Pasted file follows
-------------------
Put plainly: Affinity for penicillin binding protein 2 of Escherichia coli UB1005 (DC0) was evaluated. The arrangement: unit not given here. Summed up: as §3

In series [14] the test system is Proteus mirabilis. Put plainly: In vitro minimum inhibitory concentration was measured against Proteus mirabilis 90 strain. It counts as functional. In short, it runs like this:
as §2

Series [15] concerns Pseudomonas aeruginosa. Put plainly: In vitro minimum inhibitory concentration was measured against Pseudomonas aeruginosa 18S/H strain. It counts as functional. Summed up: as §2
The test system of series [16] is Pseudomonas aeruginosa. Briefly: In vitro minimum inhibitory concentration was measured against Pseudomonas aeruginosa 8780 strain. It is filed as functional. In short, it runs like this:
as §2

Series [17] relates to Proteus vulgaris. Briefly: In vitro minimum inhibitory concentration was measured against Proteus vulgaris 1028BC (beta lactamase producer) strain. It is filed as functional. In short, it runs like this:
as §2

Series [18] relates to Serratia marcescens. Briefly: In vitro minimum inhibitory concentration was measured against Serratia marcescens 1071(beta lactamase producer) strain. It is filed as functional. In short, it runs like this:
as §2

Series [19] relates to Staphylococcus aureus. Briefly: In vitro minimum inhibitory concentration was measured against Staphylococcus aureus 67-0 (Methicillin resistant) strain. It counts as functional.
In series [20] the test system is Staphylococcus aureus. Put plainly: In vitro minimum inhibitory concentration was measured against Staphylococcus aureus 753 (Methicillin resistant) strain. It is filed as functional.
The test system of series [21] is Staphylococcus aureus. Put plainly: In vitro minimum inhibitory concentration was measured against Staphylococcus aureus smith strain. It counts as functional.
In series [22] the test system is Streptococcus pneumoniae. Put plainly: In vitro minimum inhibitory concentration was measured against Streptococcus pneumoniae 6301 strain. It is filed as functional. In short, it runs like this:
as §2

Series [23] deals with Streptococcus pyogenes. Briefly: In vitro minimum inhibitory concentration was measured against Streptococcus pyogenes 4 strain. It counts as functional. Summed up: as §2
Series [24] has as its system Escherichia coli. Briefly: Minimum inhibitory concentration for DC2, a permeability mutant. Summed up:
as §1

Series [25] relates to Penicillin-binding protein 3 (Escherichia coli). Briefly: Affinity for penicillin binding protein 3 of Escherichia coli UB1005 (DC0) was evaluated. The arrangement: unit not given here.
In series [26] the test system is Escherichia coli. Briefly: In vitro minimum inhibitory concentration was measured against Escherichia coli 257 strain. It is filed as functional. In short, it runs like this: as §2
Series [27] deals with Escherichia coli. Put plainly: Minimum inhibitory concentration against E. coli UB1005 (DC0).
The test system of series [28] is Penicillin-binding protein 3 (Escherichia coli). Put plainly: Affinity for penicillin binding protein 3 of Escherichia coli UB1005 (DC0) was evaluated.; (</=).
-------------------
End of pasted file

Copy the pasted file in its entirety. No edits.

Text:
Put plainly: Affinity for penicillin binding protein 2 of Escherichia coli UB1005 (DC0) was evaluated. The arrangement: unit not given here. Summed up: as §3

In series [14] the test system is Proteus mirabilis. Put plainly: In vitro minimum inhibitory concentration was measured against Proteus mirabilis 90 strain. It counts as functional. In short, it runs like this:
as §2

Series [15] concerns Pseudomonas aeruginosa. Put plainly: In vitro minimum inhibitory concentration was measured against Pseudomonas aeruginosa 18S/H strain. It counts as functional. Summed up: as §2
The test system of series [16] is Pseudomonas aeruginosa. Briefly: In vitro minimum inhibitory concentration was measured against Pseudomonas aeruginosa 8780 strain. It is filed as functional. In short, it runs like this:
as §2

Series [17] relates to Proteus vulgaris. Briefly: In vitro minimum inhibitory concentration was measured against Proteus vulgaris 1028BC (beta lactamase producer) strain. It is filed as functional. In short, it runs like this:
as §2

Series [18] relates to Serratia marcescens. Briefly: In vitro minimum inhibitory concentration was measured against Serratia marcescens 1071(beta lactamase producer) strain. It is filed as functional. In short, it runs like this:
as §2

Series [19] relates to Staphylococcus aureus. Briefly: In vitro minimum inhibitory concentration was measured against Staphylococcus aureus 67-0 (Methicillin resistant) strain. It counts as functional.
In series [20] the test system is Staphylococcus aureus. Put plainly: In vitro minimum inhibitory concentration was measured against Staphylococcus aureus 753 (Methicillin resistant) strain. It is filed as functional.
The test system of series [21] is Staphylococcus aureus. Put plainly: In vitro minimum inhibitory concentration was measured against Staphylococcus aureus smith strain. It counts as functional.
In series [22] the test system is Streptococcus pneumoniae. Put plainly: In vitro minimum inhibitory concentration was measured against Streptococcus pneumoniae 6301 strain. It is filed as functional. In short, it runs like this:
as §2

Series [23] deals with Streptococcus pyogenes. Briefly: In vitro minimum inhibitory concentration was measured against Streptococcus pyogenes 4 strain. It counts as functional. Summed up: as §2
Series [24] has as its system Escherichia coli. Briefly: Minimum inhibitory concentration for DC2, a permeability mutant. Summed up:
as §1

Series [25] relates to Penicillin-binding protein 3 (Escherichia coli). Briefly: Affinity for penicillin binding protein 3 of Escherichia coli UB1005 (DC0) was evaluated. The arrangement: unit not given here.
In series [26] the test system is Escherichia coli. Briefly: In vitro minimum inhibitory concentration was measured against Escherichia coli 257 strain. It is filed as functional. In short, it runs like this: as §2
Series [27] deals with Escherichia coli. Put plainly: Minimum inhibitory concentration against E. coli UB1005 (DC0).
The test system of series [28] is Penicillin-binding protein 3 (Escherichia coli). Put plainly: Affinity for penicillin binding protein 3 of Escherichia coli UB1005 (DC0) was evaluated.; (</=).